About 70 residents turned out at City Hall to hear the ordinance’s third reading. Residents commented on the issue for about 30 minutes before the council voted 5-0 in favor of the amendment.
Fort Oglethorpe Mayor Judd Burkhart advised those in attendance to keep their composure.
“I want everyone to have the chance to talk,” he said. “We don’t want any nonsense or name calling. I will remove you.”
The ordinance amendment stipulates at least 80 percent of a restaurant’s gross receipts must come from food sales. Establishments must also be able to seat at least 125 patrons.
Restaurants will not be permitted under the ordinance to serve liquors such as vodka, whiskey or tequila.
“We’ve set the bar real high,” Councilman Ronnie Cobb said. “That rules out a sleaze bar, a walk-in bar, even sports bars.”
Cobb noted upscale restaurants like Red Lobster or O’Charley’s will not locate in Fort Oglethorpe unless they can serve beer and wine. He said quality motels and other businesses will follow the restaurants into Fort Oglethorpe and stimulate the local economy.
“Once you start dotting the city with nice restaurants, they (motels) come in and build next to them,” Cobb said. “We’re going to capture the tourism dollars we’ve been missing all of this time.”
Cobb said the amendment also clears up a loophole in the city’s codes that allowed people to brownbag alcohol in local restaurants.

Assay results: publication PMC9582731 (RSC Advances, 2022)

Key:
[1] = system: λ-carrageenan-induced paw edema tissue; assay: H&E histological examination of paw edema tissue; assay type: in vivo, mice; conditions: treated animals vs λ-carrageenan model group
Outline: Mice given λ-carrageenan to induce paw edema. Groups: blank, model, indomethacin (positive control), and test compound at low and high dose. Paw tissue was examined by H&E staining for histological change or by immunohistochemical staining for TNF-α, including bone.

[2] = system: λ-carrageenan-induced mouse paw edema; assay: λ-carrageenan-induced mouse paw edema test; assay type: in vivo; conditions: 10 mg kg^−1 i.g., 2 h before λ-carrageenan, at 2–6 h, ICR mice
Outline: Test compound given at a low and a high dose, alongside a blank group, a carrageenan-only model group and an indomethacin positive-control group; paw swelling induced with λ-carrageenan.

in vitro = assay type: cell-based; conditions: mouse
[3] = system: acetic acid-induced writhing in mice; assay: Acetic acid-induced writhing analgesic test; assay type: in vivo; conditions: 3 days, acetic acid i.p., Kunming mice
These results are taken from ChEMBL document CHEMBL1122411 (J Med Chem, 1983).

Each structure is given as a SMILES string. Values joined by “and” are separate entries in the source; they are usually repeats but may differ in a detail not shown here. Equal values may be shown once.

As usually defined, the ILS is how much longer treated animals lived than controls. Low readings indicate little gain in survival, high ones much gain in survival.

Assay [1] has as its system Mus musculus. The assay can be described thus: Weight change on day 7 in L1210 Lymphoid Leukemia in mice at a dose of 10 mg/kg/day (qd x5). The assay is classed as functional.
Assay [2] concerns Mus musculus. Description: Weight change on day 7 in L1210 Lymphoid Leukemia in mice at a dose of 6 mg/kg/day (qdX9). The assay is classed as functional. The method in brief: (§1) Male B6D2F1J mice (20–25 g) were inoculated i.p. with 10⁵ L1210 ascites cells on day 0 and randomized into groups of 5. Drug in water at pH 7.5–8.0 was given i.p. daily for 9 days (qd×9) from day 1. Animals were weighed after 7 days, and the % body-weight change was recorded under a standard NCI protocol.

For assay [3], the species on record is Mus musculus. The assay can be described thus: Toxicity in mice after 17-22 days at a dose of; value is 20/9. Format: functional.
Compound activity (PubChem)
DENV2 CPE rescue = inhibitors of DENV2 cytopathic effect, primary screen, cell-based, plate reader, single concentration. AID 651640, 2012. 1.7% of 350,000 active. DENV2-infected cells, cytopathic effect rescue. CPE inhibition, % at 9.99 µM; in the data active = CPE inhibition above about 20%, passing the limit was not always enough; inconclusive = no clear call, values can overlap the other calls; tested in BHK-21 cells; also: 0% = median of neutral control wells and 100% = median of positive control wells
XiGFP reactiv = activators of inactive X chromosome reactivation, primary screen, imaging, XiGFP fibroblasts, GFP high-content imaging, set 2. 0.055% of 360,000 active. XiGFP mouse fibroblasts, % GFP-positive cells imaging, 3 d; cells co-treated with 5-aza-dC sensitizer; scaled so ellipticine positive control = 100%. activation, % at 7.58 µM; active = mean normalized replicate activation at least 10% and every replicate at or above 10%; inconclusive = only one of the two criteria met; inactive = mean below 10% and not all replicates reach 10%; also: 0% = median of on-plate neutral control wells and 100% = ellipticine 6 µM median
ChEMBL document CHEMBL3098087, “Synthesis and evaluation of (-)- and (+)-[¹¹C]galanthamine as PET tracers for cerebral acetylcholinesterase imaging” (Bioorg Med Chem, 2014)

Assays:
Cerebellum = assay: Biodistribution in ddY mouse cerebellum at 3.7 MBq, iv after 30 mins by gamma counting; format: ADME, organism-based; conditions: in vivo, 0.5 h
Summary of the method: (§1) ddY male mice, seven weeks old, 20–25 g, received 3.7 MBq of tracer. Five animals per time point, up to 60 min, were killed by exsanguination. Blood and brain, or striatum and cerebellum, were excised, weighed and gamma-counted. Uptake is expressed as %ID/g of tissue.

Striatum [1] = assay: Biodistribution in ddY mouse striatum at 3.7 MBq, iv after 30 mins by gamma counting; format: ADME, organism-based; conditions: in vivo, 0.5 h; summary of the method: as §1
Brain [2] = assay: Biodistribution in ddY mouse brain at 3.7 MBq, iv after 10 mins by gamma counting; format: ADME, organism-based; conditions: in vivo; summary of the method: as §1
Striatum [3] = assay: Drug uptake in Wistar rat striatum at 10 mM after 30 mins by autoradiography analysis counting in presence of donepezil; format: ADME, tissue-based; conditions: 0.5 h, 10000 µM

“There was nothing there that we could enforce if somebody decided to brownbag,” he said. “This ordinance will put teeth in it (the law) to where we can control that.”
Rev. Ron Tankersley of Parkway Baptist Temple told the council he was against the ordinance but was mainly speaking out because of comments he attributed to council members stating anyone against the amendment should get a life.
“I have a life and I take exception to being called a second-class citizen,” he said. “My question to you (the council) is, are we as Christians who have a different opinion and are against alcohol, welcome in Fort Oglethorpe?”
“I would hope that this council would be the voice of reason,” Tankersley said.
Morgan Bateman, a deacon at New Manna Baptist Church, said, “I oppose this amendment and what it will bring into our community.”
“I call it like I see it,” resident Steve Moss added. “My God don’t drink and my God’s name is Jesus Christ.”
Rev. Randy Lynn of New Manna Baptist Church, in voicing his opposition, said he did not believe enough thought had gone into the potential repercussions of the amendment. Lynn quoted 1997 Georgia statistics concerning alcohol-related traffic accidents.
“It says here that alcohol is a factor in 28 percent of Georgia (automobile) crashes,” he said.
Rosemary Beck, a commercial real estate developer and owner of Goody’s shopping center, spoke in favor of the ordinance amendment.
“I’ve had a lot of tenants interested in coming to Fort Oglethorpe,” Beck said. “However, they do need to have beer and wine to come to town.”
Cobb said great care went into the ordinance amendment to insure it would be in the city’s best interest.
“It had to be one way and that’s the only way,” he said. “We weren’t going to accept anything less.”
Establishments that meet the basic requirements to obtain a license to serve beer and wine by the drink must pay a $100 application fee at City Hall and be approved by the Catoosa County Health Department.
The next scheduled meeting of Fort Oglethorpe City Council will be Monday, April 8 at 7:30 p.m. at City Hall